I’m new to this writing profession. That’s only partially true – I have two nonfiction books in print that I like to say are Limited Editions. They are. I wrote them when I had other careers. So, unless you are interested in Demystifying Leadership, or A Reflective Journey – Connecting Your Head, Heart, Spirit and
Congratulations to these WisRWA members with new releases this month: Lyn Cote for Beneath Northern Lights and Laurie Winter for This Christmas!
Brand means many things to many people--your book covers showing the same colors and fonts, your chosen sub-genre of romance: romantic suspense, inspirational, LGBT, paranormal, etc. and the all-important Voice. But what about the “magic” that happens when a reader picks up your book and “connects” with you through it? When this happens, you’ve gained
It’s Promotion Thursday for October. Check out where you can find our WisRWA authors this month: On Monday, Oct. 19, Helen C. Johannes will be spotlighted on N. N. Light’s Book Heaven’s second annual Trick or Treat Book Bonanza. Stop by and check out what her Halloween costume is!
Are you getting the most out of your WisRWA membership? Here is a list of the current benefits WisRWA provides for members. Monthly Area Meetings We currently have two active areas (Wausau and Greater Green Bay) and are working to find an area contact for the Milwaukee group. Members are invited to attend any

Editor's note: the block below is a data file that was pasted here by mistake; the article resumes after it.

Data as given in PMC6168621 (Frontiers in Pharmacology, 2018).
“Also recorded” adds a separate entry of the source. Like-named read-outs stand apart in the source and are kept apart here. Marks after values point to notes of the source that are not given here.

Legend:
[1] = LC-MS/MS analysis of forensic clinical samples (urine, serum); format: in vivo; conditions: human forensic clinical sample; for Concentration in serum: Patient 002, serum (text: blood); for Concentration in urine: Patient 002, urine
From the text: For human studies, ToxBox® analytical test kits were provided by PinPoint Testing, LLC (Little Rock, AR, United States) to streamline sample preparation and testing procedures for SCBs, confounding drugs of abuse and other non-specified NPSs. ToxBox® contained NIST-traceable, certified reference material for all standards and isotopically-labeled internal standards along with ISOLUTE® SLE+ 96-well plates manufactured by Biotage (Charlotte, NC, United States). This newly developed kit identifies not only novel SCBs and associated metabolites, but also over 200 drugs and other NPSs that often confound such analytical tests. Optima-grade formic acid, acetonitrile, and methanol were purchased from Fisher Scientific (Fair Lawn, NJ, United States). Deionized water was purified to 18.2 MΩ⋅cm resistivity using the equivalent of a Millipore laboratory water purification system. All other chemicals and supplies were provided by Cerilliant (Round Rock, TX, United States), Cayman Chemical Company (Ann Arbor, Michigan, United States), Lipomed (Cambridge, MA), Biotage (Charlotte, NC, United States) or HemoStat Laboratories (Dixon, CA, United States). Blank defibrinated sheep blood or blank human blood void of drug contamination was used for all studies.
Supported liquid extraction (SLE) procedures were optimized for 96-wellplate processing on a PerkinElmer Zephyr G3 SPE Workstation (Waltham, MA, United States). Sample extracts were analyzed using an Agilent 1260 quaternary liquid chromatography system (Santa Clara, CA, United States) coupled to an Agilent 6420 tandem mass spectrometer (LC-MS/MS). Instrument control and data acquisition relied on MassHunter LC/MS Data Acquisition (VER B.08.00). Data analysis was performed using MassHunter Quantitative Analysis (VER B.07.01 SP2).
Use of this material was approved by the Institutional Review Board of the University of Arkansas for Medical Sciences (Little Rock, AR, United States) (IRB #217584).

Congratulations to Lyn Cote for her new release this month, Fatal Winter.
From the day I started writing fiction, I’ve heard about the critical importance of character arcs, which for the sake of brevity we can think of as a journey of change. It’s almost a mantra: Major characters must change. I recently took an online class with author Kathryn Craft that focused on character arcs. (Raiders
I love writing classes. They so often offer unexpected surprises. I’d like to share a tip from a recent class that made an impact on me. Veronia Rossi talked about revision. She said read your work and look for the sentences that are vague and general. They’re missing specifics. They’re using a phrase you’ve read
Congratulations to Virginia McCullough for her new release this month, A Bridge Home.
In my latest release, I tell the story of five sisters who changed history by asking to inherit land in a male-dominated society. I’m sure the daughters of Zelophehad were fearful of upsetting their relatives, and I was fearful of writing their story. How would I bring five characters to life on the page? I